Steele himself took the barrage with uncharacteristic calm, defending his tenure while largely avoiding directly confronting his adversaries. Steele acknowledged the debts, but he said the situation was not as dire as his rivals paint it. "I'm a glass-half-full kind of guy. I don't see the crisis as some see it," he said.
Steele would have to stay optimistic to keep his cool on a stage that included former close allies who have turned on him. Wisconsin Republican Party chairman Reince Priebus, formerly Steele's top ally on the committee, is now running for chairman himself, and Anuzis was appointed to an internal RNC committee during Steele's term.
Aside from citing the RNC's debt, candidates spent time defining themselves as best able to tackle the challenges they said Steele would leave behind. Cino stressed her experience turning around the National Republican Congressional Committee in the 1994 election cycle. Anuzis has made an effort during the campaign to reach out to big donors in hopes of securing their support. Priebus and Wagner both pointed to state parties they helped turn around after taking over operations in debt.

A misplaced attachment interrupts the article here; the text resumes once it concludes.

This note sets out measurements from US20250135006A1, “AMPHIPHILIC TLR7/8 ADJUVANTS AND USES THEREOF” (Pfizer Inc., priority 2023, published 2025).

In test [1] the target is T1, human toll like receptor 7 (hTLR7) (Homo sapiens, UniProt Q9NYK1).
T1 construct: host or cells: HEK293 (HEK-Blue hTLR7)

Steele, though, pointed to his own results, including midterm elections in which the GOP took back the House and made significant gains in the Senate. He got defensive only when defending a get-out-the-vote effort his rivals said had been underfunded. Listening to characterizations of the 72-hour program as inadequately funded is "a little bit frustrating," Steele said.
"I think we won in all 50 states this year. And that's the goal: Winning," he said. "My record stands for itself. We won."